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in particular with the transformation of one of the city’s Socialist Architecture Landmark buildings of significant architectural, cultural and social importance: “The Media House”, built in 1978 by the Macedonian architect Georgi Konstantinovski. The building was transformed in 2008 into “Public Service Ministry” but without any public discussions. A huge part of architectural and historical heritage of Kosovo was transformed in this process, a Landmark for the city and the region for its Brutalist expression is not part of Pristina anymore, the honest concrete façade was covered with alucobond, the peculiar triangles in the façade were demolished and the building that represented the first Albanian written journal in Socialist Yugoslavia does not look the same. When the project for transformation of “Media House” building was presented, it provoked a sense of nostalgia, that the memories of the past ironically are again disappearing, with it also the modernist heritage. The memory of the past was triggered and many protest, debates and writings were arisen, among them “Arber Sadiku” in a paper ironically questions; how many public debates were conducted before the project, was the association of architects asked for an opinion, were the citizens involved in the intervention, did they take permission to intervene from its initial designer, was a public competition held and who selected the wining project? This reaction was encountered in a deaf ear, and the building in 2008 unfortunately started the transformation. The architect who initially designed the building Georgi Konstantinovski, in a lecture held on 2015 in Pristina he said; “Oh, yeah this is actually my building.!!”, however he needed a few seconds to understand that, he continuous “Now you see how it has changed. It is cladded, lost its importance, the weight of history, the modern architecture of the 1970s. It hampers me because part of history has been deleted”. In similar disrepair had fallen also the building of Slovenian architect Edvard Ravinkar for “Technical Faculty of Pristina University”, were numerous interventions had been taken in total opposition with the principle of its Brutalist style.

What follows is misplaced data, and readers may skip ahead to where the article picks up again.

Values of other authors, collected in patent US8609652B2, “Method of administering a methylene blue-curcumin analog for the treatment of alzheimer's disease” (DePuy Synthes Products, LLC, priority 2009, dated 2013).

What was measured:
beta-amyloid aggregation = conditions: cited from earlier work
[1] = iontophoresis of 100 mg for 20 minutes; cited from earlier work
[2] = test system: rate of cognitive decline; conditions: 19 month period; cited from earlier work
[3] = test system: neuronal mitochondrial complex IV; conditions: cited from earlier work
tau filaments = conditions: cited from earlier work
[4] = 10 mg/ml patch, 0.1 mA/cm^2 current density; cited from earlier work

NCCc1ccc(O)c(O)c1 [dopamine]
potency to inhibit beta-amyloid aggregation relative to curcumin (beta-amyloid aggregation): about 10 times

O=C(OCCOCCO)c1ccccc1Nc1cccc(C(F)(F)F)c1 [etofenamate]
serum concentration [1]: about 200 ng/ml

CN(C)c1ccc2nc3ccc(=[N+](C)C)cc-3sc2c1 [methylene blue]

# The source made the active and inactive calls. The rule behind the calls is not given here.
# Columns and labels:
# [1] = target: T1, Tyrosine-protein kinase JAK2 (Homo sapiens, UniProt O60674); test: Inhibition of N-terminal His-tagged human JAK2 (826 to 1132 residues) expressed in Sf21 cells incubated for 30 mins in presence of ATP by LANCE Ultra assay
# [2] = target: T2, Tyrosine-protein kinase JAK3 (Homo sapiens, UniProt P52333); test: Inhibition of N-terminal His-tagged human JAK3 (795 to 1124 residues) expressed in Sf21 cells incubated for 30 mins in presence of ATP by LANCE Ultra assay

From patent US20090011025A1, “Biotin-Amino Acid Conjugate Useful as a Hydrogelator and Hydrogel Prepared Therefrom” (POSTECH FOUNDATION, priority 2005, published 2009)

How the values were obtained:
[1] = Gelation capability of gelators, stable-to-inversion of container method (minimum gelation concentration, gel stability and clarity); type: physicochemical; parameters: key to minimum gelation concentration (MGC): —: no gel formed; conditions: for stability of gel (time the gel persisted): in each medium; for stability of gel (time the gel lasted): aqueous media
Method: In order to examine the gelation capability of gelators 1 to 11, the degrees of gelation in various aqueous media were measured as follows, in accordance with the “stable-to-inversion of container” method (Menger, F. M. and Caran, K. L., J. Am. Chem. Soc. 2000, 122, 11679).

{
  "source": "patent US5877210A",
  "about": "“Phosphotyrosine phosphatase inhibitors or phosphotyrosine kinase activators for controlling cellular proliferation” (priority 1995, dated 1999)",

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What happens if a historical period is diminished from a country? What happens if we don’t embrace these buildings and be proud of them? What is the future for these buildings? Ironically enough, the history is being repeated “we lost the old for the new” and now we are losing “the new for the other new”. Even though, the achievements of modernist era can still be highlighted as the best example to be followed, the city is being introduced with a new image, an image without identity, without spirit, without quality if the transformation continuous with the same trends, Pristina will become a ghost city)1) 29


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Modernism in Pristina